I have an underground 240V circuit that the two hot legs are both broken, and the neutral is still intact. I have verified this with a meter. I need to find the location of the break (or burnout) so it can be repaired. I don't want to trench for a new cable because there are many other water lines and wires for a irrigation system in this area of yard. I tried a method I saw on youtube which involved using a wire connected to a lawn mower and to the underground wire and picking up signal with a portable AM radio. It works, but even thoug I had it connected to one of the broken wires, the signal bled over into the intact wire and continued to be picked up by the radio. I would like to know if anyone knows if a signal tracer available on Amazon such as the Noyafa NF-816, or something similar, would work, or would the signal bleed over through the intact wire.

  • Has there been any landscaping or digging, new fence, in the area in question?
    – JACK
    Apr 7, 2020 at 20:42
  • Is there a part of the yard that has been driven over with vehicles around the time of the break? Is it a 4-wire feed? Is it buried to mandatory depth (24" for direct burial)? Apr 7, 2020 at 23:31
  • The trenching for the irrigation pipes and control wires was done about 13 yrs. ago, and I suspect that they may have nicked the line or may have cut and repaired it. But these trenches crossed the underground electric cable in several places. Apr 8, 2020 at 0:19
  • ...When we advise using conduit, this is one of the reasons why we do.
    – Ecnerwal
    Apr 8, 2020 at 13:01

2 Answers 2


You need a cable locator this is very much like a wire tracer but it uses the ground as part of the circuit. You transmit a signal over the cable and the signal returns through the ground to your receiver.

You normally use it to trace where a cable is located but you can use it to find a break in the cable as the sound will drop out suddenly where their is a break in the cable.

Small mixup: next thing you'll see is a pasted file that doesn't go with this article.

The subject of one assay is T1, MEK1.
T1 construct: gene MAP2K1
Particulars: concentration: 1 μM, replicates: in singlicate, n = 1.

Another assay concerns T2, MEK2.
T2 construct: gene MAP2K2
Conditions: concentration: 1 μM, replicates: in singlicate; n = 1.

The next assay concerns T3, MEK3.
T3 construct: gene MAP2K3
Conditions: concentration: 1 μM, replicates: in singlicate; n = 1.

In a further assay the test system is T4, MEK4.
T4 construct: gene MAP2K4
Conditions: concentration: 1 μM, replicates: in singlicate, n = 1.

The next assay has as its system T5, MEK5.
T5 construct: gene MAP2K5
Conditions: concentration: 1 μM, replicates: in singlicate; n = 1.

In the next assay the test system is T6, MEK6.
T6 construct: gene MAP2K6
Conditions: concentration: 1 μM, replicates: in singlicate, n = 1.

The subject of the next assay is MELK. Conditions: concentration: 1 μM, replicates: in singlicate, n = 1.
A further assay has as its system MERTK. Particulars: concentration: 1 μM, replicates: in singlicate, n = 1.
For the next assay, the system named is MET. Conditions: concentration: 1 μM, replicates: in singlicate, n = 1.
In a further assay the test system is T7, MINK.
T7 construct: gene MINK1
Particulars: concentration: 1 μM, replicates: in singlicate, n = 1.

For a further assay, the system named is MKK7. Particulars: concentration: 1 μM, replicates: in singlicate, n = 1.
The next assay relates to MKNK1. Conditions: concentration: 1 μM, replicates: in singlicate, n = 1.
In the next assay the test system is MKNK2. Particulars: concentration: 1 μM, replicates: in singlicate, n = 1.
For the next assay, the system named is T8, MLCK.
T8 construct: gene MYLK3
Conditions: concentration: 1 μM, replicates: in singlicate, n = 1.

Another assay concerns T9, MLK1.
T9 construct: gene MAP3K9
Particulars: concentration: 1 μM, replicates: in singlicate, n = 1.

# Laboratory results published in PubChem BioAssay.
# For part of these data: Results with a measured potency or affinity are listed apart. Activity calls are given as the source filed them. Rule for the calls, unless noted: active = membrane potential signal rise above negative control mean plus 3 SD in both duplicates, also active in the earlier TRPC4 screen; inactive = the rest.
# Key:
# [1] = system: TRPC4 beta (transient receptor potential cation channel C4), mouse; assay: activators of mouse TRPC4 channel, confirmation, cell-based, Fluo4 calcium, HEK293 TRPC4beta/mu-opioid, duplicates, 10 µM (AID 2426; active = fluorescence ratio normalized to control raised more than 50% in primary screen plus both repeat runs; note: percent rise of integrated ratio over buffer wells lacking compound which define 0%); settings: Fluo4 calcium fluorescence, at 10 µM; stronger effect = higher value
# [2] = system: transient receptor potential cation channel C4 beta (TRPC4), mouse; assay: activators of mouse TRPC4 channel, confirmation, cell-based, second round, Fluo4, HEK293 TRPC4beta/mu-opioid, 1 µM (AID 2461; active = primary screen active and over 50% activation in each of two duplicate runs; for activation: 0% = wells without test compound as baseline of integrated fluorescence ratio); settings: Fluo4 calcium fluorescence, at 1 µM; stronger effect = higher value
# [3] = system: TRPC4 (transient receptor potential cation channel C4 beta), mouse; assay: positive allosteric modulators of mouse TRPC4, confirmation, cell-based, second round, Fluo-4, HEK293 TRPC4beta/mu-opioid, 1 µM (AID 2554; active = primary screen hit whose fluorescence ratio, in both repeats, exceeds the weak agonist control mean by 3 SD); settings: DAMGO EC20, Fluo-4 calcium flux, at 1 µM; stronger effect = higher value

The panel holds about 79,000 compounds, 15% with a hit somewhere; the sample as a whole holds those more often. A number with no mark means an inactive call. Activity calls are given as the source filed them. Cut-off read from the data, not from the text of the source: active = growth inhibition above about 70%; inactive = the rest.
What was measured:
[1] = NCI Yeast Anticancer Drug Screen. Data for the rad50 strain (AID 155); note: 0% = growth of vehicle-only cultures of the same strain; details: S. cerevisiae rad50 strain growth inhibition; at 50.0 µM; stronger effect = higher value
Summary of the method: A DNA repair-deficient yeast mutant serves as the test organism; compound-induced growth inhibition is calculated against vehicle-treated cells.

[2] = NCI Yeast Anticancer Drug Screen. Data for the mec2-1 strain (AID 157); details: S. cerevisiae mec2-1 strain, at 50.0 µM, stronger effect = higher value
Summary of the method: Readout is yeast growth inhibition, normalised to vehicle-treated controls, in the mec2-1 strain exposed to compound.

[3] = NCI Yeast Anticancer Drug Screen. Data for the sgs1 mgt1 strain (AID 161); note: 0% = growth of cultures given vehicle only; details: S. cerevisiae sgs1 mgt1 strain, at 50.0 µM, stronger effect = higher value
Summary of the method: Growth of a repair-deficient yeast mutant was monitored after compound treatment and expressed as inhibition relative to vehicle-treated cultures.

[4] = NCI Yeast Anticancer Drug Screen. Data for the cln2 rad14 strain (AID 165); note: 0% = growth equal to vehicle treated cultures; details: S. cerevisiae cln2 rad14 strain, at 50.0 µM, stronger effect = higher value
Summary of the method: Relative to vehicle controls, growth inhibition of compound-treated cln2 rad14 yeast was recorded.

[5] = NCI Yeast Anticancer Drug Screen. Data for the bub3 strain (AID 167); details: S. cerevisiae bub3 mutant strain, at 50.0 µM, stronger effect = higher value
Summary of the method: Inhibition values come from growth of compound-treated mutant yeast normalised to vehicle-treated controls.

• 1
    Signal tracers like this can be rented from most rental stores. They do work very well I have several models 1 for walls and one that will detect to +4’ prior to purchasing I used to rent for the sub surface but for a pro an hour to the rental place and back plus rental will pay for one quickly. You may find a used one on line also. +
    – Ed Beal
    Apr 8, 2020 at 13:55

The short/open test set ECT3000 is not always giving enough information to find the location in case of interruptions. Maybe it is similar to the Noyafa.

An alternate option is a reflectometer. Maybe a test set could be rent for 1 hour.

A (digital USB-connected-) oscilloscope may also work. It has a rectangular waveform generator, whose signal can be fed into the cable. The time lag of the echoed signal gives the distance to the interruption (factor 2 is involved).

Either measurement should be done from both sides.

But the light/signal speed can be different from the vacuum light speed. The cable manufacturer should be able to provide that info.

Or a measurement with a second identical straight cable could serve to measure the speed.

See reflectometer https://en.wikipedia.org/wiki/Time-domain_reflectometer

  • 2
    Or if you check from both sides and compare, you should be able to locate the break without knowing the signal speed. This is assuming there is a single break only.
    – DoxyLover
    Apr 8, 2020 at 0:04

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